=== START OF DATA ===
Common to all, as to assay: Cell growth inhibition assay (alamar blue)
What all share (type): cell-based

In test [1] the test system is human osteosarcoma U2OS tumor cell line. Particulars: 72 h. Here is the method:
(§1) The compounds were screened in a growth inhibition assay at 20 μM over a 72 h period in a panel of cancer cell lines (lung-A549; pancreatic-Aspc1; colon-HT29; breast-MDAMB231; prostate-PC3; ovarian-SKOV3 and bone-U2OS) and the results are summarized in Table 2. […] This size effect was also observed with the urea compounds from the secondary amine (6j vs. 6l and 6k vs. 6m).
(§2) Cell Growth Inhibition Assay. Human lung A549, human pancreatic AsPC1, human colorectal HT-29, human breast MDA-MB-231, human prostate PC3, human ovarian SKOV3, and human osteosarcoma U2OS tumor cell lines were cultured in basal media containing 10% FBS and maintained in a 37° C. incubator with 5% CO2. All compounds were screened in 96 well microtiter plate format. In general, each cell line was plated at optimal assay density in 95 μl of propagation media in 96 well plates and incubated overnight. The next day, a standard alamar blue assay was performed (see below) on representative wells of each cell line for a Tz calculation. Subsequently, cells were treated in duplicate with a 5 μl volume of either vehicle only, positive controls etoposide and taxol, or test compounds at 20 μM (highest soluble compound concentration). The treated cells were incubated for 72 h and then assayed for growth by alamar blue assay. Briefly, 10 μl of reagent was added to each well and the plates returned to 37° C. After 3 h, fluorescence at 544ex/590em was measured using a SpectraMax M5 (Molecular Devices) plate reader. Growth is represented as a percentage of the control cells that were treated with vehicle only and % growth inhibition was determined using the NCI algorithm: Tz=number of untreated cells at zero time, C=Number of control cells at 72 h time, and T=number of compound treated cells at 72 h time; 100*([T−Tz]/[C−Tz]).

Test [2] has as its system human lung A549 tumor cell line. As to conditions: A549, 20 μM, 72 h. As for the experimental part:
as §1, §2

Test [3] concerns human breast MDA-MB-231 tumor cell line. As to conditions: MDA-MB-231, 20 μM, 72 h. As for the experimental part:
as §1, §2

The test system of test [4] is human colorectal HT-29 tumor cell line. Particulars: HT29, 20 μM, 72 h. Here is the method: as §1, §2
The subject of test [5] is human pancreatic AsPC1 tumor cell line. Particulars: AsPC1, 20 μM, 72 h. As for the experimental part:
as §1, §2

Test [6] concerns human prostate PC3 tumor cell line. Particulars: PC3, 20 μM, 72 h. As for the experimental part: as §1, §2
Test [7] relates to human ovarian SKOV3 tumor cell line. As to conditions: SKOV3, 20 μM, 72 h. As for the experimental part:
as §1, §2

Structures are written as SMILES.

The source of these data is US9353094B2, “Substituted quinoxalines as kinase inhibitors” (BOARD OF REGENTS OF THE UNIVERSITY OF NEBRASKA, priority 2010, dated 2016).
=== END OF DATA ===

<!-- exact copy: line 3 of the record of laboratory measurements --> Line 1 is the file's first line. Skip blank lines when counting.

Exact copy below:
In test [1] the test system is human osteosarcoma U2OS tumor cell line. Particulars: 72 h. Here is the method: